Review: Nike VR_S Covert Tour 3-wood

It's All About Control
What do you need your 3-wood to do?  I think many golfer might answer that differently.  Some want to bomb it, some want to stripe it, others want to work it, others need a precise distance and others may want something else.  No matter which answer above you choose, it really is about control.  You want to control your 3-wood to do what you want it to, rather than simply what it does.  The new Nike Covert Tour 3-wood allows you to control it unlike any other 3-wood.  You can do everything above in one club.  It is simply the most versatile 3-wood made right now.
While much of the initial talk concerning the Covert Tour line is the red paint and cavity back, the real benefit is the best adjustable hosel on the market right now.  The dual cog system allows the golfer to adjust the loft and face angle independent of the other.  You can get both higher and lower loft and still set the face to the right, left or neutral and it works.  The stock setting or the way it comes from the factory is neutral 15*.  From there you can go down to 13* or up to 17* and each degree in between.  That feature alone will allow you to control your distance.  You don’t need a tour van to adjust your loft, nor do you need to search for that rare loft on the shelf, it is all right here.  If you have a certain shot shape you want or like to produce, the face angle adjustment works well too.  If you fight the right, close it down; if you fear the left, open it it up; and if you want to go both ways, leave it neutral.


On paper it is the most adjustable 3-wood you can buy, but is it useful or just confusing?  I found that after many rounds with it in play this spring that my biggest concern with a 3-wood is control.  I don’t necessarily need to bomb it, although that is fun, I need to be accurate and precise with both distance, trajectory and direction.  I tried just about every setting to see what this club could do and I am impressed.  At 13* you won’t find a longer 3-wood.  It flat out bombs it.  While that is great off the tee; for me, I need more elevation off the fairway for softer landings and better control in soft conditions.  I went the other way to try the higher loft and I got awesome trajectory and hit it really straight, but the loss of distance wasn’t exactly where I wanted to be either.  I settled on 14* loft with just a slight face angle to the left.  At times I fight a slice with the 3-wood, especially off the deck.  This little tweak really helped with that, yet didn’t cause me to hit it too far left.

After the range session and getting it dialed in to my loft and direction, I took it to the course and found that instead of fearing a 3-wood shot I was in control of what happened.  A poor swing still had poor results, but now I felt confident that my good swings would be rewarded.  Everything I am looking for in a 3-wood happened with the Covert Tour 3-wood.  Off the tee it is a straight bomber.  At 14* it isn’t quite the longest I’ve ever hit, but it is really close.  It was up near that 245 yardage.  Of the deck I really liked how it set up and how it elevates the ball enough to land softly, but not too high to balloon or lose distance.  The right/left control was the biggest factor for me.  I didn’t fear the slice, nor did I hit it.  It really just wanted to go straight.  I felt like I was in control.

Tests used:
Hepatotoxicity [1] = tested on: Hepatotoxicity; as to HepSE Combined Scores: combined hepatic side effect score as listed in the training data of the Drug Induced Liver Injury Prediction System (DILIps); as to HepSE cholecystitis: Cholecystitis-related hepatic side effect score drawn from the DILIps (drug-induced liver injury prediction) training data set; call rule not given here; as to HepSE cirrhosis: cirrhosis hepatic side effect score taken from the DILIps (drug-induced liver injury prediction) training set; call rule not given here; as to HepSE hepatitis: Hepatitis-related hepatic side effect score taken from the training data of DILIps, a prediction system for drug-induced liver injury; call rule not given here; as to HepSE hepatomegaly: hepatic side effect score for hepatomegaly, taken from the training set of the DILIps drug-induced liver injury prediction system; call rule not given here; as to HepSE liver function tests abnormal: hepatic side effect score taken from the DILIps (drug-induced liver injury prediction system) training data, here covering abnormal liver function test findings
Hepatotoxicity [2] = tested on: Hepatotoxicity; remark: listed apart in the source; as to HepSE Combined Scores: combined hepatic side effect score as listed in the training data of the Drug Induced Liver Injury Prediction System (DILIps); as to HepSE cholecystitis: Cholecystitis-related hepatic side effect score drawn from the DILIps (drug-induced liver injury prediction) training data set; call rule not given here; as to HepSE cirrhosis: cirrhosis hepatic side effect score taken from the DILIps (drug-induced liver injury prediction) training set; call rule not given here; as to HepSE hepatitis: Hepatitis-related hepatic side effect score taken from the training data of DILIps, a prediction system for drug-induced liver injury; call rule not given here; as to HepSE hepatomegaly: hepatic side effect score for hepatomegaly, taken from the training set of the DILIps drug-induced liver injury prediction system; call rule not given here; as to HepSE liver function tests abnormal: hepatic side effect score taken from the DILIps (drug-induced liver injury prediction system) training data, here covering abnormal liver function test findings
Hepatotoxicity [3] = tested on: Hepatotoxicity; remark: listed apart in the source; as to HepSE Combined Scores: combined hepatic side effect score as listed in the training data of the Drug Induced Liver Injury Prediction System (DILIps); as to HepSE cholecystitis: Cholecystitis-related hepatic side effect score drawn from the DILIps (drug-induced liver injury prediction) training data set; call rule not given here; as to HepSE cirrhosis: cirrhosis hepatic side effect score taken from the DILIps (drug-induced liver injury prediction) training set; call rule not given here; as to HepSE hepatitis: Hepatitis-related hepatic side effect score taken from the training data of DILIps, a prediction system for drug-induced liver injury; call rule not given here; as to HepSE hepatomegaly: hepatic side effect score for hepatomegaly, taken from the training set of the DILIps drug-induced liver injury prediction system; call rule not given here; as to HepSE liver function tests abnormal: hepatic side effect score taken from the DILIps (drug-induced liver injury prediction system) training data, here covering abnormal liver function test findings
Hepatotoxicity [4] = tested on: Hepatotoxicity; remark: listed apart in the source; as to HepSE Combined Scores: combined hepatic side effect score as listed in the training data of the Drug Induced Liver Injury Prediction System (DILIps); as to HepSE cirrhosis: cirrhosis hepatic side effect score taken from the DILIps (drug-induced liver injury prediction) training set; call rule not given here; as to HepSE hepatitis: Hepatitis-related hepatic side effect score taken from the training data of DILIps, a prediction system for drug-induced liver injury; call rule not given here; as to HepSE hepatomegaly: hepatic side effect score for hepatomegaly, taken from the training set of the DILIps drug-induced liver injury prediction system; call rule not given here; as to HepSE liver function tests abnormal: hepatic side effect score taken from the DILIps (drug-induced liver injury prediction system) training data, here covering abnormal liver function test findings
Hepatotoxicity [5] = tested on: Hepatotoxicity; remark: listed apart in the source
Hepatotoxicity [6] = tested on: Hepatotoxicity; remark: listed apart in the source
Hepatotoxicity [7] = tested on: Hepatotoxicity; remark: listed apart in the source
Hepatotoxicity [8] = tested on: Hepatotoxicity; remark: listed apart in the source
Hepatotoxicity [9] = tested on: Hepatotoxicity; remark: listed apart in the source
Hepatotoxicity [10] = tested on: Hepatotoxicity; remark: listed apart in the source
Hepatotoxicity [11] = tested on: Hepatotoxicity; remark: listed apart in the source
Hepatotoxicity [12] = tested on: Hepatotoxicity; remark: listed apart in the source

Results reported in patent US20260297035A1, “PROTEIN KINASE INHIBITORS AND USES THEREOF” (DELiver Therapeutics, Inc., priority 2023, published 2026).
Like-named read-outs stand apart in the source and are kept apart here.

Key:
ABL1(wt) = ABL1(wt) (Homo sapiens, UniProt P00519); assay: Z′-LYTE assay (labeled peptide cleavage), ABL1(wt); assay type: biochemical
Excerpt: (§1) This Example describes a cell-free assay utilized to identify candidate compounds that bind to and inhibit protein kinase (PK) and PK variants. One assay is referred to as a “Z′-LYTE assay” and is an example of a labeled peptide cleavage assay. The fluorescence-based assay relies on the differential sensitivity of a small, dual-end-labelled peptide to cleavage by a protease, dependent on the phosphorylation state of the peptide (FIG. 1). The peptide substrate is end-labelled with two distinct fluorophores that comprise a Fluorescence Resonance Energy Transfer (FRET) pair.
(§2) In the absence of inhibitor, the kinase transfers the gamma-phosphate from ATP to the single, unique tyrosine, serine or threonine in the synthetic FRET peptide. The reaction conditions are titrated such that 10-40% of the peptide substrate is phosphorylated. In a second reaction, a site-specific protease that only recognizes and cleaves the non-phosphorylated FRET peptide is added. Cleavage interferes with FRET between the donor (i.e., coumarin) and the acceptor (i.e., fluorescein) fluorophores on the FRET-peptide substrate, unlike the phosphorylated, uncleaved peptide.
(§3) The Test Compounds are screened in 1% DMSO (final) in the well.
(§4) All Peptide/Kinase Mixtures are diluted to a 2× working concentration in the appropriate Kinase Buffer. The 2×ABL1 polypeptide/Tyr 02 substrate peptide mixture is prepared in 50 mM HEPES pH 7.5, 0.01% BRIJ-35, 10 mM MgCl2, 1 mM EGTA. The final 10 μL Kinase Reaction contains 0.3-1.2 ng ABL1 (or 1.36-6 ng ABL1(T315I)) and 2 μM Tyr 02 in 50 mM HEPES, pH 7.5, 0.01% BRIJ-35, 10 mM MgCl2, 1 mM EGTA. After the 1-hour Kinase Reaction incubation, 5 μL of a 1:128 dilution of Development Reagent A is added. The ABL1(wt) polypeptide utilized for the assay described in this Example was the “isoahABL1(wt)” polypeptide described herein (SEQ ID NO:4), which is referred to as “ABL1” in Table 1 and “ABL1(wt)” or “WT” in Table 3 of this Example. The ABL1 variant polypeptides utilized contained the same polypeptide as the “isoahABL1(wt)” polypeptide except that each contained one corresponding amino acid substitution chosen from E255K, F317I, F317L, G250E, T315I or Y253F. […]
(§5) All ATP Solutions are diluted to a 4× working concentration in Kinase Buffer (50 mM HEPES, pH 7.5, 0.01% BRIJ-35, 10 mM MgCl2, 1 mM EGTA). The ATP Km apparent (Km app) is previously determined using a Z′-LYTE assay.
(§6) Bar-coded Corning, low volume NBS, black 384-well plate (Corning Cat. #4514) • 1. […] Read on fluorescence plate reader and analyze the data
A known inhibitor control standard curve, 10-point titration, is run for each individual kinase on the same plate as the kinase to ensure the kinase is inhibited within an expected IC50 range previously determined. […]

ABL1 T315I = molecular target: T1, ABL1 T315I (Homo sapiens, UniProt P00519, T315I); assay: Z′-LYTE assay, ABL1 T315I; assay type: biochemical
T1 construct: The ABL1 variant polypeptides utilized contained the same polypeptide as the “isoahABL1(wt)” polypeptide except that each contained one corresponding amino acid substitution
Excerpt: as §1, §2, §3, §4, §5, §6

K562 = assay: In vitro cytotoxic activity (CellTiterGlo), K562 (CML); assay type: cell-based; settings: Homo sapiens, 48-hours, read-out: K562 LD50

The Covert line is all about the cavity-back woods and in the 3-wood it felt really explosive.  The hybrid was slightly muted feeling and the driver was really solid, but the 3-wood had some real pop.  The feel and sound of the Covert tour 3-wood is excellent.  It is a metallic, muted, ping, that is crisp and clear when you hit it in the sweet spot.  Off the toe or heel it isn’t quite as crisp or as pure, but still felt pretty good.  The results weren’t too bad either when missing the center of the face.  Even though the Covert Tour 3-wood is the smaller headed model, it still offered pretty good forgiveness.  There was only minimal distance loss off the heel or toe of the face.

The head also has good weight and balance.  It seems that some companies are pushing the limits of lightweight heads and shafts trying to get more distance, but this one has a good solid weight and feel.  The Mitsubishi Kuro Kage shaft is very solid.  It offers a good kick through the ball and offers excellent control.  The dispersion seemed pretty tight with this shaft.  It also has a comfortable weight to it; at 70 grams this shaft it is a solid option for a 3-wood.

There is a reason Tiger put a Nike Covert 3-wood in play early in the 2013 season and has found great success;  He wants it in his bag for control.  He doesn’t need to bomb it, or add umpteen more yards; he wants it to land in certain spots and hit controlled shots on tight fairways.  You can get that same kind of control with the Nike Covert Tour 3-wood.  The ultimate adjustable 3-wood that is all about control.

Check the price online here

For more information:

Quick Hits
+Best adjustable hosel
+Excellent feel
+Ultimate control
+Forgiving yet compact

–Not everyone digs the looks

Subscribe to Independent Golf Reviews👇

Receive the best golf discounts available exclusively for our subscribers and be auto entered into our monthly golf giveaways!


No spam, ever. 🔒